Which was the most effective analysis of the early cold war period, NSC-68 or NSC-162/2

Essay, 2005

8 Pages, Grade: 72%


In the period after the end of World War II, America struggled to find a sustainable, coherent strategy to address the Soviet threat. It is without doubt that both NSC-68 and NSC-162/2 were important documents of their time. It is the aim of this essay to examine the circumstances of their creation, their differences and ultimately, assess which was a more coherent and effective analysis of the early Cold War Period, placing particular emphasis on the perception of international order in the papers.

NSC 68 was produced in 1949 by a study group from the Departments of State and Defense under the leadership of Paul Nietze. Its primary concern were the implications of the Soviet possession of the atomic bomb, the uncovering of the spy ring around Fuchs that had infiltrated the Manhattan Project, the recent creation of the German Democratic Republic and the fall of China to Communism. The paper rested on the premise that the decisive struggle in foreign affairs was between the United States and Soviet Russia, and that there could only be one winner.

One of the main arguments put forward was that the totalitarian nature of Soviet Russia allowed nothing but an expansionist foreign policy, “driven to follow this policy because it cannot (…) tolerate the existence of free societies.”[1] According to the paper, the Soviets were motivated by “a new, fanatic faith, antithetical to our own”, seeking to “impose its absolute authority over the rest of the world.”[2] Wolfe makes the point in The Rise and Fall of the Soviet Threat that NSC 68 denied that the Russians were capable of acting like other great powers, unable to strike a balance between maximizing their power in some places and minimizing their losses in others, instead expanding everywhere driven by their internal character.[3] The policy of NSC 68 was, in its own terms, a “policy of calculated and gradual coercion” in order to “check and roll back the Kremlin’s drive for world domination” by building up “clearly superior power in its most inclusive sense.”[4]

The paper envisaged tripling the defense budget in order to build up the conventional forces, thereby reducing reliance on nuclear weapons. Left unsigned on Truman’s desk for six month, it was not until the Korean War broke out that the assessment of NSC 68 was judged to be correct, and the strategy proposed in the paper adopted. It is reasonable to assume that, had war not intervened, military spending would not have increased anywhere near the level envisaged in the paper because of the impressive number and position of people who opposed increased expenditure on armaments or simply did not deem it necessary.[5]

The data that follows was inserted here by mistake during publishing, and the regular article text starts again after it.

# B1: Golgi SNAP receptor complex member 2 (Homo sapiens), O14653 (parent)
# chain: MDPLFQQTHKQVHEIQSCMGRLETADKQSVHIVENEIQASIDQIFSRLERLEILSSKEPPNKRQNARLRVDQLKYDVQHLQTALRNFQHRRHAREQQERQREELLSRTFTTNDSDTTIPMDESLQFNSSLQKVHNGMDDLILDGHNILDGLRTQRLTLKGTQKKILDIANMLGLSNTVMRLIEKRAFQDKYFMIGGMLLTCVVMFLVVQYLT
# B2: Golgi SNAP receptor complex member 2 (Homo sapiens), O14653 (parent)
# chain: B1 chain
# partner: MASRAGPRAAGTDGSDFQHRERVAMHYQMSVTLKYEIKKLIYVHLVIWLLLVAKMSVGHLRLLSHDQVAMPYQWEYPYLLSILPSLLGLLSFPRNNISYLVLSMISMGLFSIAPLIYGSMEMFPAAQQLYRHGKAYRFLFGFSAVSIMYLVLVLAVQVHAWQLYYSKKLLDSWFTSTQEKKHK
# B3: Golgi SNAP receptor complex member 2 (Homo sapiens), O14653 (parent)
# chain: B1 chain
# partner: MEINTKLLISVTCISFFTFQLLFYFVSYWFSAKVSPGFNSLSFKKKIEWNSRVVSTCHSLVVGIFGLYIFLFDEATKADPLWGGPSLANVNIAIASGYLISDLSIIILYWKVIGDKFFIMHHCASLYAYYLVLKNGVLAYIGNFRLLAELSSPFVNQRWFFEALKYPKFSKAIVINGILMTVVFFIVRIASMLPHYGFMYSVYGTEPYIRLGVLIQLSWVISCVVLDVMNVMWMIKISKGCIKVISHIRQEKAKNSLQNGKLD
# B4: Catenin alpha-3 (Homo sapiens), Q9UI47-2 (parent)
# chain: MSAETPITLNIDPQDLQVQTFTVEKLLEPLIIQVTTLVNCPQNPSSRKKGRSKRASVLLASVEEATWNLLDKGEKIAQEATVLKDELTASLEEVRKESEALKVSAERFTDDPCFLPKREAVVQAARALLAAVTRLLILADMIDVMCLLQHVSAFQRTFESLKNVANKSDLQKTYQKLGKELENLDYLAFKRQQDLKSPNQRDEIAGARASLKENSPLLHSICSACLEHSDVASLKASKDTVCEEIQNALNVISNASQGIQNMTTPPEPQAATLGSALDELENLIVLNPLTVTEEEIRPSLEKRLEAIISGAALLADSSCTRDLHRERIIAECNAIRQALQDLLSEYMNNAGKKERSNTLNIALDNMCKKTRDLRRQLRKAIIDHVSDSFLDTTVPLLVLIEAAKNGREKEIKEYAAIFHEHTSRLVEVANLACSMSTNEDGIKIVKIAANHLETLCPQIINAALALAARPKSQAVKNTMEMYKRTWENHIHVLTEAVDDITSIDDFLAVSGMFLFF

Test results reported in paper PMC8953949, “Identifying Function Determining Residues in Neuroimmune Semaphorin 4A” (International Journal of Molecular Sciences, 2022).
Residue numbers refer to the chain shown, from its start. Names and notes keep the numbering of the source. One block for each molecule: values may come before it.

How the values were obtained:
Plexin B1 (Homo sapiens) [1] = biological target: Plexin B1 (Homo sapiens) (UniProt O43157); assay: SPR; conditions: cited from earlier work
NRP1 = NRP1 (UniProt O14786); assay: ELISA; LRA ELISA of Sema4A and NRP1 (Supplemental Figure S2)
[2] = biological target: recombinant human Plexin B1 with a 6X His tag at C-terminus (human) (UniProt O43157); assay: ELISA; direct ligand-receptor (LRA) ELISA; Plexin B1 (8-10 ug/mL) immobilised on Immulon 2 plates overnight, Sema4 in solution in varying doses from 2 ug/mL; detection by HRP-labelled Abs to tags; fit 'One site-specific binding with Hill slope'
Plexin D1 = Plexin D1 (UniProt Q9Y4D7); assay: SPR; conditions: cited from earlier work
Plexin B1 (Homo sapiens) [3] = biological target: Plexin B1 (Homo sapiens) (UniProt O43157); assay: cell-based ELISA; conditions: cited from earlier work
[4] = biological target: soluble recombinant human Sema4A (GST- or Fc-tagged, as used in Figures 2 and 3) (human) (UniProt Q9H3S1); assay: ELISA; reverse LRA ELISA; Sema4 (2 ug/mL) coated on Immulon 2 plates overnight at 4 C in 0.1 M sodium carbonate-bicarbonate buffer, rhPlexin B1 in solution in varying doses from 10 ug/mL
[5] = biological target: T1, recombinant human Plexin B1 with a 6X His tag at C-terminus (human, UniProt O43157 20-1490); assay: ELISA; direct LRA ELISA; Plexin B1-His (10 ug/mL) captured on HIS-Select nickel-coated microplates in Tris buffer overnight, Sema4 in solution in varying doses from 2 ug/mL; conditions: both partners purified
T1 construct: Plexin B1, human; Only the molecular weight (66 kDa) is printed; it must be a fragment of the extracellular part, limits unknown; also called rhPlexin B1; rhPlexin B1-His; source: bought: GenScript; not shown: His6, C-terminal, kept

Nitze himself acknowledged later that the nature of the Soviet threat should have been analyzed in greater detail[6], calling it a mistake to focus so exclusively on Western Europe and the Far East. Of the estimated 175 Soviet divisions that the group used when compiling the paper, it turned out later that only one third were actually full strength, one third partial and one third cadres. Nitze excuses this with the group’s dependence on the intelligence community, stating that the three months it took to write NSC 68 were too short to make an independent estimate.[7] Alan Wolfe has criticized the numerous statements contained in the document that suggest the existence of a direct relationship between the authoritarian internal structure of a state and the desire to expand. He argues that some democratic states have been highly expansionist, whereas some authoritarian ones, like Fascist Spain under Franco, have concentrated on domestic issues. To Wolfe, a state’s activities in foreign policy depend much more on its power in the world than on its internal structure. He furthermore points out that the Soviet Union was a socially different system to a Totalitarian model of Nazi Germany in a different historical period.[8] Considering the fact that the whole of NSC 68 was based on that internal Russian character, there is ample reason to assume flaws in its argumentation.


[1] A. Wolfe, The Rise and Fall of the Soviet Threat, (IPS, Amsterdam, 1981), p. 13

[2] The American Historical Review, Vol. 94, No. 4, (Oct. 1998), pp 963-989 H. W. Brands: The Age of Vulnerability: Eisenhower and the National Insecurity State, p. 967

[3] A. Wolfe, The Rise and Fall of the Soviet Threat, (IPS, Amsterdam, 1981), p. 14

[4] FRUS, 1950, Vol. I, pp 253, 255, 284

[5] S. Wells, Jr. : Sounding the Tocsin: NSC 68 and the Soviet Threat

International Security, Vol. 4, No. 2. (Autumn, 1979), pp. 116-158.

[6] International Security, Vol. 4, No. 4 (Spring 1980), Gordon Adams, NSC 68 and the Soviet Threat reconsidered, p. 12

[7] ibid, p. 11

[8] A. Wolfe, The Rise and Fall of the Soviet Threat, (IPS, Amsterdam, 1981), p. 14

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Which was the most effective analysis of the early cold war period, NSC-68 or NSC-162/2
Lancaster University
POL 320 American Foreign Policy
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Philipp Studt (Author), 2005, Which was the most effective analysis of the early cold war period, NSC-68 or NSC-162/2, Munich, GRIN Verlag, https://www.grin.com/document/53223


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